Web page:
Housing prices were just starting to slip a decade ago when Erin Simonson paid $152,000 for a tidy split-level on the northwestern edge of the Twin Cities suburbs.

The market tumbled for the next three years. Her house lost more than half its value. Simonson couldn’t sell, but unlike many in a similar situation she opted not to walk away and let the house go into foreclosure.

“I decided to pull myself up by my bootstraps and wait it out,” she said.

She’s still waiting. While prices have risen in Simonson’s neighborhood in Zimmerman, she still has barely enough equity to cover the cost of selling.

More than 20 percent of metro homeowners who have a mortgage are in the same position. They wouldn’t clear enough money in a sale to cover real estate commissions and other selling costs and to make a down payment on another home, according to a Star Tribune analysis of data from Zillow.com.

The situation is keeping a broad swath of homeowners on the sidelines of the recovery, especially those who bought starter homes near the top of the market. It is also limiting the supply of houses available to the next generation of buyers.

“So many people want to move up, but they can’t,” said Joslyn Panka Solomon, a sales agent with Century 21 Moline Realty in Cambridge, Minn., where about a quarter of all homeowners with a mortgage are in a similar situation. “We’re coming back, but we’re still not there.”

The lack of equity for many homeowners is a big reason listings in the Twin Cities are near all-time lows. On Friday, the Minneapolis Area Association of Realtors said that during April only 7,749 houses hit the market, 8.3 percent fewer than last year.

Prices have increased enough that only 7 percent of homeowners with a mortgage actually owe more on the loan than their home is worth. But a larger group is stuck in “effective” negative equity, where they still own less than 20 percent of the house.

The problem tends to be most acute in communities that are most popular with those first-time buyers, people who are most likely to have bought homes with low down payments.

In New Hope, Brooklyn Center and Blaine, for example, 25 to 30 percent of all homeowners are effectively underwater. The same is true in communities on the fringes of the 13-county metro including Isanti, Farmington and Big Lake, where cheap land led to a prerecession glut of new houses.

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Communities with a high percentage of homeowners in this situation also have the fewest house listings. Across the metro there were a third fewer houses on the market than two years ago at the end of March, primarily because of a 55 percent decline in listings under $250,000.

Julia Israel, a sales agent and production coach with Keller Williams Integrity Lakes in Minneapolis, said that even homeowners with enough equity to cover the cost of selling are worried about putting their houses on the market. They’re concerned that they might have to overpay to buy their next one, and they don’t want to compete with other buyers.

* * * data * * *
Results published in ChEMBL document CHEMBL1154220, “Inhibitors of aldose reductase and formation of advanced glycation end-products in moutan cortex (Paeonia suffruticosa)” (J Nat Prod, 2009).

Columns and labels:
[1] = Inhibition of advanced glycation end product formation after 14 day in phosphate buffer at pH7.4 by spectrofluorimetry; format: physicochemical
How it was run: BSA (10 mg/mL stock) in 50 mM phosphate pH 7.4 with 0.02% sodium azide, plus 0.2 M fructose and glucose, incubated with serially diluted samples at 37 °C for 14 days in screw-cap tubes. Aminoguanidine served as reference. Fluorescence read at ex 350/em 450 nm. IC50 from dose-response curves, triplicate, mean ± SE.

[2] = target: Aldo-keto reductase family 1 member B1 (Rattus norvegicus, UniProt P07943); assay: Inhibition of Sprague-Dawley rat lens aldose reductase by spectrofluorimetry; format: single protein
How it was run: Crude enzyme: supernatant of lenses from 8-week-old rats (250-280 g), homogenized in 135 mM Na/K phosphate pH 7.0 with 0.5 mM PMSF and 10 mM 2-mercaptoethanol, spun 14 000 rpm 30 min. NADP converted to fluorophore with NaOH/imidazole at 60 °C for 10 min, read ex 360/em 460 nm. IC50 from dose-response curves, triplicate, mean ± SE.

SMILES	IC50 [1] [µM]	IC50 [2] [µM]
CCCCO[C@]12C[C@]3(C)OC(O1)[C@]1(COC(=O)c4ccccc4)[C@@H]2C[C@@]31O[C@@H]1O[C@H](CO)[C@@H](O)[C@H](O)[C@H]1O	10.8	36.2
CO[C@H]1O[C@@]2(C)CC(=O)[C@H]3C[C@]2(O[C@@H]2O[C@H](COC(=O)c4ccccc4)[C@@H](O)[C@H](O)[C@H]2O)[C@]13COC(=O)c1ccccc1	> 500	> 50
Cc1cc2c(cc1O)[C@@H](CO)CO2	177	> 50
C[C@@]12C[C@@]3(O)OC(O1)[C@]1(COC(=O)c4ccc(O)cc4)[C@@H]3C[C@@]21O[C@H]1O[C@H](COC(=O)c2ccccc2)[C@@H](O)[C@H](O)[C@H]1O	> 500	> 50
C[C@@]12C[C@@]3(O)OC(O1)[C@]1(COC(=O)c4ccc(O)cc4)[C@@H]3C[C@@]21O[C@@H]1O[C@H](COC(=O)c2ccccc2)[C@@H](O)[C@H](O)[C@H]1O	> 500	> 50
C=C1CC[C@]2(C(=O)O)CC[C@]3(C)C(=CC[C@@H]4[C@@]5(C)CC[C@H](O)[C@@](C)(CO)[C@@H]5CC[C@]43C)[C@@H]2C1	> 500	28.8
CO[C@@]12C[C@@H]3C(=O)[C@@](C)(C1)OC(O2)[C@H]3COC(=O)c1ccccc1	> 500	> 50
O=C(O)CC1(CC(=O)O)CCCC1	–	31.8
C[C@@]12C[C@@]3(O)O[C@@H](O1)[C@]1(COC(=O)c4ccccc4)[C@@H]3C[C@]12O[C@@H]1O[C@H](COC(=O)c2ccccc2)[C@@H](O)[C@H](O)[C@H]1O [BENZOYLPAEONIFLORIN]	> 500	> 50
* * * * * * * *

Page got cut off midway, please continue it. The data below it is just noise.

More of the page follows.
“I have a set of first-time home buyers who wrote seven offers before we finally won,” she said.

The situation is radically different in more expensive housing markets such as Wayzata, Edina and Medina, where house values are higher, prices have been less volatile and the effective negative equity rate is far below average. Buyers in those communities have access to the same, or more, house listings than they did a couple of years ago.

At the end of March, move-up houses accounted for 26 percent of all houses for sale in the Twin Cities compared with 15 percent two years ago. In contrast, starter houses represented 31 percent of all listings, down from 48 percent in 2015.

The result is that first-time buyers face the prospect of a frustrating — and expensive — house hunt.

Akisha Everett of Minneapolis, a first-time buyer who has spent the past year polishing her credit and saving for a down payment, said she has looked over at least 50 homes. “The real problem is we didn’t even have an opportunity to write on some houses,” she said, “because they’d often sell before we even got to see them.”

Everett recently bid on an unremarkable starter house in Brooklyn Center. Though she bid several thousand dollars more than the list price, she didn’t get the house. She later found out that there were 28 other offers.

“I have been on a constant emotional roller coaster,” said Everett, who is resigned to the fact that she’ll have to pay a premium to land a deal.

Even as the market overall has rebounded to prerecession levels, it could take more time for homeowners with slim equity to get into position where selling is a viable option.

House price gains in the coming year are expected to moderate, according to Zillow senior economist Aaron Terrazas, and that’s likely to continue to limit the flow of houses that are effectively underwater back to the market.

Terrazas also said that homeowners who were once either underwater, or effectively underwater, will be particularly cautious about getting back into the market even if they do have enough equity to come out ahead on a sale.

“I think they’ll be very conscious about what they do,” he said. “I don’t think there will be a flood of listings anytime in the near future, even as more homeowners emerge from negative equity.”

Simonson, who owns the house in Zimmerman, said the experience has left her unwilling to take any more risks in the market. She hopes that by fall prices will have increased enough to pay a sales commission and have a bit left over to move to an even more rural setting where the cost of living is lower.

“When I bought the house I imagined having all kinds of equity within at least five years,” she said. “I think the house is finally worth about what I paid for it.”

 

Ethan Nelson contributed to this report. He is a student at the University of Minnesota on assignment for the Star Tribune.